A number of people gathered on the Winter solstice to watch and celebrate the first ever solstice at Ireland's youngest monument, mysterious 'Achill-henge' on Achill Island built by developer Joe McNamara, County Mayo, Ireland. 21st December 2011
‘Achill-henge’, a stonehenge-type structure is located on a hilltop on Achill Island, near the village of Keel. The monument was built at the end of November 2011 by property developer Joe McNamara. A native of Achill, he was already ‘famous’ around Ireland for driving a cement mixer into the gates of Leinster House (Irish Government buildings), in protest against politicians who were at 'fault that he couldn't repay the money he borrowed from the banks. Joe is also known locally for a ‘phantom’ shop construction site on Achill Island that has never been finished and has been left for a number of years.
'Achill-Henge' structure was built in record time, over the weekend. 30 articulated trucks arrived from Galway with pre-cast concrete blocks and the basic structure was ready a few hours later. It is composed of a circle, 30metres in diameter and 30 related columns, each measuring nearly 4.5metres high.
Many locals, tourists and observers have speculated ‘Achill-henge’ would have a similar function to other sites, such as Stonehage or Newgrange, with sunrises during the solstices. The sun would rise and pass through the gaps between the pillars to light up a centerpiece, which has yet to be revealed. Others see it as a statue in memory of the end of the ‘Celtic Tiger’ era.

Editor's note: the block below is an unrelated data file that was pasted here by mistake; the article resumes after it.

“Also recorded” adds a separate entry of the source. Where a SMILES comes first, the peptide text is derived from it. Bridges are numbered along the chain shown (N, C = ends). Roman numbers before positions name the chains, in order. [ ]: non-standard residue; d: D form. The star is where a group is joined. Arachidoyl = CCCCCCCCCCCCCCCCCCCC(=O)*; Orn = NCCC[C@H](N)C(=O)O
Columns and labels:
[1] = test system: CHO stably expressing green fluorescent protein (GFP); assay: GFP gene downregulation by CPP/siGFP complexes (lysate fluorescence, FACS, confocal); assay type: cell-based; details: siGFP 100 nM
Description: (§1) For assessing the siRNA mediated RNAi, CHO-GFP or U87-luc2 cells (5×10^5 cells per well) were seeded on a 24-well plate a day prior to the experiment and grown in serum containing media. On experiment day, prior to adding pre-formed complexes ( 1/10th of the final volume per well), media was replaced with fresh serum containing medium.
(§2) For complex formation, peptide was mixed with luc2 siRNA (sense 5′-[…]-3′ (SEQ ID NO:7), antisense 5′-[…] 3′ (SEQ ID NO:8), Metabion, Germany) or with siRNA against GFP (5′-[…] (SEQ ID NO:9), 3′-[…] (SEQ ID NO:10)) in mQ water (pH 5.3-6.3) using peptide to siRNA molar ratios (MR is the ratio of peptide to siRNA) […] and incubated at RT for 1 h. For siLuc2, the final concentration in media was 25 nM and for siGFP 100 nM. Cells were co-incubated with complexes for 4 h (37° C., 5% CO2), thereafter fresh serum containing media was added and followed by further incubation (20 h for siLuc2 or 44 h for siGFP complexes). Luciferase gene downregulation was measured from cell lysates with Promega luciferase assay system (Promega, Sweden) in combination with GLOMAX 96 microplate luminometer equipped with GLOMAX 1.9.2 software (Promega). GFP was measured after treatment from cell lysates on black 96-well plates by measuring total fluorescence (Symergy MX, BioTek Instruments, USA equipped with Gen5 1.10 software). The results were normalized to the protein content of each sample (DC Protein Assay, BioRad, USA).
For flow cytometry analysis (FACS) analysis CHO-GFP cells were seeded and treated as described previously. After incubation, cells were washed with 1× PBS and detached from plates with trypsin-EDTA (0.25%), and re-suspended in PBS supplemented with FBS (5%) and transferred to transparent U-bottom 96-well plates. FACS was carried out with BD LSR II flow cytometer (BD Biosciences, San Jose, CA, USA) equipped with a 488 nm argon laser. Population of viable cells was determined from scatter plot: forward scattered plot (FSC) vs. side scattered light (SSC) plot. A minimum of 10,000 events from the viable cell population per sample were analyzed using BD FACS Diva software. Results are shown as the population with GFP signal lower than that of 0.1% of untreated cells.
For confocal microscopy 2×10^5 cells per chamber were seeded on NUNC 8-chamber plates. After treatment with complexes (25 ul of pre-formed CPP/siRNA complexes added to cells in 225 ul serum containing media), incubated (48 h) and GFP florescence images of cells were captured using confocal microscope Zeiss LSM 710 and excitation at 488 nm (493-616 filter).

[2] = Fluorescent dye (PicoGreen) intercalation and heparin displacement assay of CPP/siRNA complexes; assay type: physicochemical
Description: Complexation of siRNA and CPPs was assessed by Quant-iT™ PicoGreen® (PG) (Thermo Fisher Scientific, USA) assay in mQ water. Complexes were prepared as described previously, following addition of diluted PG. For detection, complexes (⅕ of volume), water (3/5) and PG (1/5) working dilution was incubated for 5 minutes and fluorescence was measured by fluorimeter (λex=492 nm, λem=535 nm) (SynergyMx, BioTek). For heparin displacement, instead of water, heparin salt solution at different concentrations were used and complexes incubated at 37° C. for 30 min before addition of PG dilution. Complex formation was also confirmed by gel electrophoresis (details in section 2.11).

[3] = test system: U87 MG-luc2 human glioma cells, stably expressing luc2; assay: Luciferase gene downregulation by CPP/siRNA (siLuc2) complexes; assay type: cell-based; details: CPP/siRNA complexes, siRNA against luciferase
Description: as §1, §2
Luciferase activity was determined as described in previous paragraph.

There is also a lot of controversy around the sculpture. Mayo County Council is seeking a High Court order compelling developer Joe McNamara to demolish the structure, built without planning permission and being carried out on an area of mountain bogland with high scenic value, located near an archaeological site.
In contrast, many locals see this project as Ireland’s newest tourist attraction, possibly bringing more visitors to West and to Achile Island. It looks a lot better than a whole lot of over-priced ‘sculptures’ that went up around Ireland over the last ten years. The Mayo News, a local newspaper, carried out a poll showing support for its retention with 80% of the 563 participants wanting the structure to remain.
Well, the future of 'Achill-Henge' is up in the air for the moment. So, if you want to see it you need to be quick! Don’t let the weather put you off.